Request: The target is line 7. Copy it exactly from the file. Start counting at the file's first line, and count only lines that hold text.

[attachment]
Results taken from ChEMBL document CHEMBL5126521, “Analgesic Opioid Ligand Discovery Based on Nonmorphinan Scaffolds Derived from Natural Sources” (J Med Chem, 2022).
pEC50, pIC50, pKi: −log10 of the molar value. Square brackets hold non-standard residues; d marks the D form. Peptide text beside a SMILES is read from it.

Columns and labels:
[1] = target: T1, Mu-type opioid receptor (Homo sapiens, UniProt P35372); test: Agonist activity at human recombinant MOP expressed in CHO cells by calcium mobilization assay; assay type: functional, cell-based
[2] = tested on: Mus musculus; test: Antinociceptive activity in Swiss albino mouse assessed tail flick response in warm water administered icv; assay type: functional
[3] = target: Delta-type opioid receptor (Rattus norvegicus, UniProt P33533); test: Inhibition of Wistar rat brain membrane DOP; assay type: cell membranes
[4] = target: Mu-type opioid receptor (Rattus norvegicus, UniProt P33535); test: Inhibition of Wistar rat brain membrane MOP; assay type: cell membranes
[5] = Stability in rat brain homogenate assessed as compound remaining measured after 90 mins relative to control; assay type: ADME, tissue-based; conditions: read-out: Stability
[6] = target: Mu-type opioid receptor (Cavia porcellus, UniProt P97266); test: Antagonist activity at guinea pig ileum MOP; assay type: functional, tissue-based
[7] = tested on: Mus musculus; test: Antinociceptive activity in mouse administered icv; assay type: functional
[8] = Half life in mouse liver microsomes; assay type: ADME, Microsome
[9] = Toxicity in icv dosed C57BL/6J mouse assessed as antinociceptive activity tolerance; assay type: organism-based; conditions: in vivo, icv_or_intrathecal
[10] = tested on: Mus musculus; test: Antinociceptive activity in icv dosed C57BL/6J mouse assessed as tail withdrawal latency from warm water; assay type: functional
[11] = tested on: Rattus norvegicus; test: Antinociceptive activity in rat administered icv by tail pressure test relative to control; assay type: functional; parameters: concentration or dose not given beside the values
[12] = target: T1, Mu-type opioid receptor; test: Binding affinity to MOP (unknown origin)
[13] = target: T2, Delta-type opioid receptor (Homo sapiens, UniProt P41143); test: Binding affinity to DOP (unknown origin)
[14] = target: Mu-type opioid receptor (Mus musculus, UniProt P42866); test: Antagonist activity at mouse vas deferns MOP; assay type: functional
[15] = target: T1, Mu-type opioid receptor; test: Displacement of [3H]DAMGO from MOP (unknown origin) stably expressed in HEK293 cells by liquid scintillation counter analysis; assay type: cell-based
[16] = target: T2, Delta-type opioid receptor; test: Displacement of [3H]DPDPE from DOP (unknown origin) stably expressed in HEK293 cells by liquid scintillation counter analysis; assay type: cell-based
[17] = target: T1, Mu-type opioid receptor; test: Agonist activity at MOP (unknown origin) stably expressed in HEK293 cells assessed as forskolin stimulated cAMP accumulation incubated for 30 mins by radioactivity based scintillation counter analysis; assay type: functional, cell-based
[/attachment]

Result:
[4] = target: Mu-type opioid receptor (Rattus norvegicus, UniProt P33535); test: Inhibition of Wistar rat brain membrane MOP; assay type: cell membranes